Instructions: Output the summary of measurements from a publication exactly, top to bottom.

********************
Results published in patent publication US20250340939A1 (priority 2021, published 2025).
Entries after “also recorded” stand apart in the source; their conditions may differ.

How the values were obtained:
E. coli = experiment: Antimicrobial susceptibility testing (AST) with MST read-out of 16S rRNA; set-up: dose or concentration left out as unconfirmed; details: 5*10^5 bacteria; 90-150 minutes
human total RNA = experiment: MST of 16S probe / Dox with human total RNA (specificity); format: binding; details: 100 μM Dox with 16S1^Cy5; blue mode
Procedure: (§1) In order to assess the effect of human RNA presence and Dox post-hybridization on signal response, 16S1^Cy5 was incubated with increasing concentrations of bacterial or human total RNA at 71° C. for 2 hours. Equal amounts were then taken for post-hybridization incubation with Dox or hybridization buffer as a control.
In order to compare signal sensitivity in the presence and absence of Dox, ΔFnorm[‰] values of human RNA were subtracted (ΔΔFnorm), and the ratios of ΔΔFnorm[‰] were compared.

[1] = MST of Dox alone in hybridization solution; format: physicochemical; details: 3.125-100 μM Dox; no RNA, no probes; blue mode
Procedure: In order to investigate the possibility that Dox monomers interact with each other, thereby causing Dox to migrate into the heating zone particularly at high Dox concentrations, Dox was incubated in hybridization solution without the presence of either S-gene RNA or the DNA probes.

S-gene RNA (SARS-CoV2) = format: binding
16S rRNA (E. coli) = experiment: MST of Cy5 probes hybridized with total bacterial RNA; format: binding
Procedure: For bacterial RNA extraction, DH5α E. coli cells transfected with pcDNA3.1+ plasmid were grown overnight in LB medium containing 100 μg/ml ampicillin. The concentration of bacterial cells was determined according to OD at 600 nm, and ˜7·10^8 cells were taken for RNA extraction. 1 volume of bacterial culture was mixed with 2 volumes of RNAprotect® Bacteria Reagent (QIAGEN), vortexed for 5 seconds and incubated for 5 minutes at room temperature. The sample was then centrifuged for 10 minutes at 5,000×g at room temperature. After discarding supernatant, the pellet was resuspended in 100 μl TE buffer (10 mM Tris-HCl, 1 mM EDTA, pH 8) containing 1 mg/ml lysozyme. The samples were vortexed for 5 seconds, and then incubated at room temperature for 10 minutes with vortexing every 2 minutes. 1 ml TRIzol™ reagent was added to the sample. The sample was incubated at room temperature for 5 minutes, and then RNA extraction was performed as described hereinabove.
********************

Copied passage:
Results published in patent publication US20250340939A1 (priority 2021, published 2025).
Entries after “also recorded” stand apart in the source; their conditions may differ.

How the values were obtained:
E. coli = experiment: Antimicrobial susceptibility testing (AST) with MST read-out of 16S rRNA; set-up: dose or concentration left out as unconfirmed; details: 5*10^5 bacteria; 90-150 minutes
human total RNA = experiment: MST of 16S probe / Dox with human total RNA (specificity); format: binding; details: 100 μM Dox with 16S1^Cy5; blue mode
Procedure: (§1) In order to assess the effect of human RNA presence and Dox post-hybridization on signal response, 16S1^Cy5 was incubated with increasing concentrations of bacterial or human total RNA at 71° C. for 2 hours. Equal amounts were then taken for post-hybridization incubation with Dox or hybridization buffer as a control.
In order to compare signal sensitivity in the presence and absence of Dox, ΔFnorm[‰] values of human RNA were subtracted (ΔΔFnorm), and the ratios of ΔΔFnorm[‰] were compared.

[1] = MST of Dox alone in hybridization solution; format: physicochemical; details: 3.125-100 μM Dox; no RNA, no probes; blue mode
Procedure: In order to investigate the possibility that Dox monomers interact with each other, thereby causing Dox to migrate into the heating zone particularly at high Dox concentrations, Dox was incubated in hybridization solution without the presence of either S-gene RNA or the DNA probes.

S-gene RNA (SARS-CoV2) = format: binding
16S rRNA (E. coli) = experiment: MST of Cy5 probes hybridized with total bacterial RNA; format: binding
Procedure: For bacterial RNA extraction, DH5α E. coli cells transfected with pcDNA3.1+ plasmid were grown overnight in LB medium containing 100 μg/ml ampicillin. The concentration of bacterial cells was determined according to OD at 600 nm, and ˜7·10^8 cells were taken for RNA extraction. 1 volume of bacterial culture was mixed with 2 volumes of RNAprotect® Bacteria Reagent (QIAGEN), vortexed for 5 seconds and incubated for 5 minutes at room temperature. The sample was then centrifuged for 10 minutes at 5,000×g at room temperature. After discarding supernatant, the pellet was resuspended in 100 μl TE buffer (10 mM Tris-HCl, 1 mM EDTA, pH 8) containing 1 mg/ml lysozyme. The samples were vortexed for 5 seconds, and then incubated at room temperature for 10 minutes with vortexing every 2 minutes. 1 ml TRIzol™ reagent was added to the sample. The sample was incubated at room temperature for 5 minutes, and then RNA extraction was performed as described hereinabove.